Setting challenging goals is a popular trend in January. About 45 percent of Americans usually make New Year’s resolutions, and nearly half of them are about losing weight. You certainly want to be among the 8 percent who actually stick to what they’ve set to accomplish, especially if the aim is to be healthier.
“There are four major health issues I see, Dr. Boyan Hadjiev, board-certified in Internal Medicine and Allergy and Immunology, says – smoking, poor sleep, bad diet, and sitting too much. “Make resolutions in the form of life changes and long-term habits,” he adds. This means easy and tangible goals. “Don’t say ‘I’ll be less stressed.’ OK, but how?” This is not a solution, just a statement, he adds.
“You have to start with small with objectives that are not hard to achieve and you build on from there,” Dr. Hadjiev says. “You need at least 30 repetitions of the new routine to create and actual habit that becomes your second nature.”
Patients going to see Dr. Daryl Gioffre, Founder of Alkamind and celebrity nutritionist, come in sick, pumped with dietary acids from unhealthy foods they have been eating, he says. “Acidic lifestyle does a lot of damage to your body and causes many chronic health problems.”
About 20 percent of your resolution should be strategy and 80 percent needs to be the “why.” You have to have a big enough reason or purpose in order to stick with your goals and get to the finish line, he adds.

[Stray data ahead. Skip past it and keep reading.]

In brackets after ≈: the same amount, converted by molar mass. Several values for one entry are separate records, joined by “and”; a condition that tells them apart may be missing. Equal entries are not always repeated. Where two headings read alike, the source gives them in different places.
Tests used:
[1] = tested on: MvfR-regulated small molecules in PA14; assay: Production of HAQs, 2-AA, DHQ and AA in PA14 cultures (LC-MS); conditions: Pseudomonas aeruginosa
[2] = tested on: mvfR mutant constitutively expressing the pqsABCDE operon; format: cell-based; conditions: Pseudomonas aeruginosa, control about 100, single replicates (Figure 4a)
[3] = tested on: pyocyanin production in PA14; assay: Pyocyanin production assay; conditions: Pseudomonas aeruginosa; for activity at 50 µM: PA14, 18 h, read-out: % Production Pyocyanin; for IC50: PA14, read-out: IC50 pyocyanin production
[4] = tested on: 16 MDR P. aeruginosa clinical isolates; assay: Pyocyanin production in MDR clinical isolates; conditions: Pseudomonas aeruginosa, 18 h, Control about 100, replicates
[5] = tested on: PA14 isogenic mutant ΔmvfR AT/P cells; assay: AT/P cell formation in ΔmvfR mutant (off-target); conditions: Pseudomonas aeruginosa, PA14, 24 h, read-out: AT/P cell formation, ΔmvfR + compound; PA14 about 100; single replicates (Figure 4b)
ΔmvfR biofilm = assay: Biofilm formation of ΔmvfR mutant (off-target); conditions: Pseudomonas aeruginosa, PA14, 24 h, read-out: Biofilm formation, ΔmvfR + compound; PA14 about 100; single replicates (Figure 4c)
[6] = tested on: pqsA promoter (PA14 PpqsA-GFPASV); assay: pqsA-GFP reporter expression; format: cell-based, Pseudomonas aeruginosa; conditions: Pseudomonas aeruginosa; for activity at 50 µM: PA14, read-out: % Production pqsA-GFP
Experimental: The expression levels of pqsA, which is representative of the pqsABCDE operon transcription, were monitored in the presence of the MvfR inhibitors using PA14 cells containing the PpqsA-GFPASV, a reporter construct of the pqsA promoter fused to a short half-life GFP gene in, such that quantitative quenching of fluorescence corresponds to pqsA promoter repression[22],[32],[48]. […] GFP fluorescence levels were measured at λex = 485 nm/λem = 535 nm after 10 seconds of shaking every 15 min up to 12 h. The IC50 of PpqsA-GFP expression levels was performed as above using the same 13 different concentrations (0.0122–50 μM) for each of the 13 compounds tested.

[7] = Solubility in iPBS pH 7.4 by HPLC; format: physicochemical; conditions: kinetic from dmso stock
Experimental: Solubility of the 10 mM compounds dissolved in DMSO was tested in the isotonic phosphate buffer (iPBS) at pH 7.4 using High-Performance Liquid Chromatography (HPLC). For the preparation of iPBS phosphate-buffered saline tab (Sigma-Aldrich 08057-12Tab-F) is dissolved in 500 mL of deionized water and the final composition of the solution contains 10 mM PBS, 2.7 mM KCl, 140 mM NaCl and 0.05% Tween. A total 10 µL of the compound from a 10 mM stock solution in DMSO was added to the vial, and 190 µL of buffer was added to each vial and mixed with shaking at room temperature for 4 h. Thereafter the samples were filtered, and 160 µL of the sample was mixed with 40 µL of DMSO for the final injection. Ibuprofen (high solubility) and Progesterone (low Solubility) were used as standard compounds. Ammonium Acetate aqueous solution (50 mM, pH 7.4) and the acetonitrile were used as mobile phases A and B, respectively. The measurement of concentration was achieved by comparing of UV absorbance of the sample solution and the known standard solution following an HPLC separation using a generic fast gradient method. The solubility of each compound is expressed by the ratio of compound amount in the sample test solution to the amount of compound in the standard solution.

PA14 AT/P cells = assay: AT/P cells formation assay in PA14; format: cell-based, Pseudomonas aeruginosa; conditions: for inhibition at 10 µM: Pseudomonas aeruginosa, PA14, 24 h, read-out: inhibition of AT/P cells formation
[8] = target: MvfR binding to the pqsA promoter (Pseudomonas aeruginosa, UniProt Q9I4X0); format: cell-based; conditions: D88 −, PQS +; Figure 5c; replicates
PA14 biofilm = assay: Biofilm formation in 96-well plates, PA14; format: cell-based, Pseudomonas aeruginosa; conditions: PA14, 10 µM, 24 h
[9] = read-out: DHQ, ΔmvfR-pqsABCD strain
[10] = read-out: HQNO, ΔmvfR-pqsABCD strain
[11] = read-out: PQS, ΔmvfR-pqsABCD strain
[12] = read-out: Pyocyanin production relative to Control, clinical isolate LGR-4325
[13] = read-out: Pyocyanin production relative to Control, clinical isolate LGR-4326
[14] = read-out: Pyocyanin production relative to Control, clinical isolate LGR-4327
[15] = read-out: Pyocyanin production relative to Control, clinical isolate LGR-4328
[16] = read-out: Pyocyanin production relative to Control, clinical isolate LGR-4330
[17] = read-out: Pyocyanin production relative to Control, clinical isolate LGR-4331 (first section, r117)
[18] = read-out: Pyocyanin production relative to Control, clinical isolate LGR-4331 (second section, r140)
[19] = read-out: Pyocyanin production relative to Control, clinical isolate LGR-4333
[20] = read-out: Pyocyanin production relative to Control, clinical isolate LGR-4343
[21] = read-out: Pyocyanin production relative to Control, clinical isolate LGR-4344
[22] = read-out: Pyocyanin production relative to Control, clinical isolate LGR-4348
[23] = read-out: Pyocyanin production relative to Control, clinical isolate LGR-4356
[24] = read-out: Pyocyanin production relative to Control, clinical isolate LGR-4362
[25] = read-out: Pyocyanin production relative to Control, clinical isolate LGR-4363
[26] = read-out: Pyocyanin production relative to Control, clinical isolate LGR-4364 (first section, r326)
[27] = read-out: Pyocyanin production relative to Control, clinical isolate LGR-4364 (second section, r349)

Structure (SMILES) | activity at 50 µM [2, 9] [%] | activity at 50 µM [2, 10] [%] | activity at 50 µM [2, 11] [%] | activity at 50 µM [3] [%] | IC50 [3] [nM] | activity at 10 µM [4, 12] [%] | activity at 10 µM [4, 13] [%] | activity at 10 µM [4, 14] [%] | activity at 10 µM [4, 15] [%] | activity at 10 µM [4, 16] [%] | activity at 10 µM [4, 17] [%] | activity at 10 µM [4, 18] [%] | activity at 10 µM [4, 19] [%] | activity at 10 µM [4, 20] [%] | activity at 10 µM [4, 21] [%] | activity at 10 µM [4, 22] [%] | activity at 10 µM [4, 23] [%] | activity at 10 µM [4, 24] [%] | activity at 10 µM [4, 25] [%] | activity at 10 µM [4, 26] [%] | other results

Dr. Gioffre recommends the SMART approach – setting Specific goals that are Measurable so you can track your progress. They also have to be Achievable and attainable; otherwise you will give up too easily. Always set Realistic goals and make sure they are Time-bound. “You have to have a destination; otherwise, your resolution is just a wish,” he adds.
Dr. Catherine Forest, primary care physician at Stanford Health Care calls them “intentions,” not resolutions. A big and common problem she finds among people is the moving intentionally for at least 30 minutes EVERY day, she says.
Accept the fact that you won’t be perfect. “Mistakes are wonderful opportunities to learn,” Dr. Forest says. “Have the courage to be imperfect and embrace effort and risk taking in others.”